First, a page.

Guest blog by Ross Macdonald
Readers with an interest in undiscovered antique legal texts will be fascinated by a recent report by scholars from Northwestern University, Illinois into a medieval law text discovered in the binding of a 16th century volume. (A summary article is at https://www.livescience.com/59925-imaging-reveals-medieval-text.html and the full article, which appears in (2017) Analytica Chimica Acta, at http://www.sciencedirect.com/science/article/pii/S0003267017307201?via=ihub ; henceforth “Analytica”). The finding brings to mind the techniques used at Vindolanda, on tablets from London’s Walbrook, and carbonised scrolls from Herculaneum. As such it has received press coverage, some of it – in the way of second-hand press coverage – going breathlessly beyond what was actually said (“a sixth century manuscript”). This blog briefly considers the legal significance of the text deciphered.
First, though, the document and the technology applied to it (with apologies for any mis-statements arising from my effort to summarise). This involves a printed (1537) copy of Hesiod’s Works and Days which Northwestern’s Library acquired in 1870. It has now been found that the volume incorporated an earlier manuscript legal text (which turns out to be from Justinian’s Institutes): not, as in some cases, as strips of padding in the spine, but re-using two parchment pages to cover the endboards. In the process the pages were treated to remove most of the existing writing, but some survived partly because the ink had “burnt” into the material; and the pages had been trimmed heavily at the sides and corners to fit the boards. The research team set out to identify the text if possible, by imaging it in different spectra. Their achievement, which is remarkable, has been to make most of of the writing – apart from some of the smallest script – readable. (It should be said that many passages only make sense once their legal source is identified and compared with other editions; information which was not available to the research team. I found the editions from Venice (1618) and Lyon (1627) – the first available online at https://babel.hathitrust.org/cgi/pt?id=ucm.5324323553;view=1up;seq=171 , the second at https://droitromain.univ-grenoble-alpes.fr/ – particularly useful in that respect: both retain the Vulgate text but print it in extended form – the “Analytica” like many medieval versions contracts words very heavily – and both add extra commentary to the standard medieval Gloss.)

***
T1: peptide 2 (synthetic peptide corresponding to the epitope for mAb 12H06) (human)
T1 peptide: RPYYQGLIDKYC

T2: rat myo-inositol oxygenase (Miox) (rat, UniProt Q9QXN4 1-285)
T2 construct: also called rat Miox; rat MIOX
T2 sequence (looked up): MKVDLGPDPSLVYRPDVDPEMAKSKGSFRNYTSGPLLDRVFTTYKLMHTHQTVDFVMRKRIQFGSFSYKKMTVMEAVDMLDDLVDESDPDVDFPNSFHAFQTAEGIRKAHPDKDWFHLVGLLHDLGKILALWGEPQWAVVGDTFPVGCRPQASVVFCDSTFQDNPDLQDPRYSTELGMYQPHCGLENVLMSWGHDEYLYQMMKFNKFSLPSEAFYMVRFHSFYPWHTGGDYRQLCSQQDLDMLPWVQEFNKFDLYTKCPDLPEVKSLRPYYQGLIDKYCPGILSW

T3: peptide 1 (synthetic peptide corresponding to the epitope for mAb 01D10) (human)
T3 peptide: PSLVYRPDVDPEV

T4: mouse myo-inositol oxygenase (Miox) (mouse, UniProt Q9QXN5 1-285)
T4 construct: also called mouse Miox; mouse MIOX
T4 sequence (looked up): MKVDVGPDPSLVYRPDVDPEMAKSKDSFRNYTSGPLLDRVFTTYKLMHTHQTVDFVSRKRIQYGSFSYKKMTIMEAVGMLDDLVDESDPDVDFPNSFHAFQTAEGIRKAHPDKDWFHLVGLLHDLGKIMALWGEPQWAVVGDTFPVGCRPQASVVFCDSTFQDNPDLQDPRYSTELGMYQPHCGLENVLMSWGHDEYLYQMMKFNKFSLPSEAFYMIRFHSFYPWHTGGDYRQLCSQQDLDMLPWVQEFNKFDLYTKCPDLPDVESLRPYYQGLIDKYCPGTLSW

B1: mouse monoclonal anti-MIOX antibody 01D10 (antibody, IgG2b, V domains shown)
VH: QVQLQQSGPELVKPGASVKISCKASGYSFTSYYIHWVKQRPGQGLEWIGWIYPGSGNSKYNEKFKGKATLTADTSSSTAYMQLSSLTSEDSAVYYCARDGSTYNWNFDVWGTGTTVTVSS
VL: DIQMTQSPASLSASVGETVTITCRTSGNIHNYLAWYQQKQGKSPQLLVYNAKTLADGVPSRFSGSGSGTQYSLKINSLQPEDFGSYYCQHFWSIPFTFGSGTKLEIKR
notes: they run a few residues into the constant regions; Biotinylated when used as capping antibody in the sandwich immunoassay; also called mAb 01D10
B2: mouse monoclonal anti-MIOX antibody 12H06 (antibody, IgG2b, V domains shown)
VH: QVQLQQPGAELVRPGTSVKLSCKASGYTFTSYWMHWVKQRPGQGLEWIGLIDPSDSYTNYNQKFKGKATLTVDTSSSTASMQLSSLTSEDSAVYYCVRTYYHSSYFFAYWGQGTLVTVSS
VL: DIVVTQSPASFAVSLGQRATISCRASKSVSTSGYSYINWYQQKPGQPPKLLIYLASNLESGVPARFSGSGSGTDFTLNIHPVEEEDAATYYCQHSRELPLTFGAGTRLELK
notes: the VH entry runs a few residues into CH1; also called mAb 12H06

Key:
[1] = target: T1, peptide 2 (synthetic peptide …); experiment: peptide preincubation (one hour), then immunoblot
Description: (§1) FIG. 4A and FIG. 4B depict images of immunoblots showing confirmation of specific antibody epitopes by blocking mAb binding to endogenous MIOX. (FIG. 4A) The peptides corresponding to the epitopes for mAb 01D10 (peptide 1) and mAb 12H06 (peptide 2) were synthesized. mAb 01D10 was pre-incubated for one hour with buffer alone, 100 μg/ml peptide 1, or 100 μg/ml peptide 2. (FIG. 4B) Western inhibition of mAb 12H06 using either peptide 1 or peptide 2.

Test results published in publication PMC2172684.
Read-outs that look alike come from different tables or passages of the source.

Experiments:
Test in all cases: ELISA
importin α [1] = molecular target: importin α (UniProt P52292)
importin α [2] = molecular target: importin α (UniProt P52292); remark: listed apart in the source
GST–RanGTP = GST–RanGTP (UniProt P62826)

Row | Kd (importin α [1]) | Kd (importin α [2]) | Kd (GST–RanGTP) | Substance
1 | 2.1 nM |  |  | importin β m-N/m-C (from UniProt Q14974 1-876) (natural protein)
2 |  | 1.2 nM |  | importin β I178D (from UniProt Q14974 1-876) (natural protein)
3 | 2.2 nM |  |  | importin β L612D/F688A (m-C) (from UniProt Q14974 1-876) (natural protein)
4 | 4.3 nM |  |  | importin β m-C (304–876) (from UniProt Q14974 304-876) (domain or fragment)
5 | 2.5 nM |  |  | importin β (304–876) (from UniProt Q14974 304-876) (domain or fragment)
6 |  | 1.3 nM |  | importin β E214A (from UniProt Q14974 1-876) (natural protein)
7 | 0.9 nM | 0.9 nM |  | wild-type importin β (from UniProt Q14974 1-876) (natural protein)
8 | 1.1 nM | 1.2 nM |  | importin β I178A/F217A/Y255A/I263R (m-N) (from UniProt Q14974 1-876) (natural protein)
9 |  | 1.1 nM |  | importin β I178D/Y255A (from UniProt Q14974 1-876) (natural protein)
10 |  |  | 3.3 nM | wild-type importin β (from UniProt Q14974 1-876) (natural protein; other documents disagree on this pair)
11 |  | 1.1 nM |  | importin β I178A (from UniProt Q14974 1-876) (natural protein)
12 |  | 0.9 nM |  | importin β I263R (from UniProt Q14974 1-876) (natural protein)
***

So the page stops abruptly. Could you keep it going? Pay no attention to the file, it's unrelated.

So, the point of the project was partly to test the potential of the team’s methods for future use, and in that they have been brilliantly successful.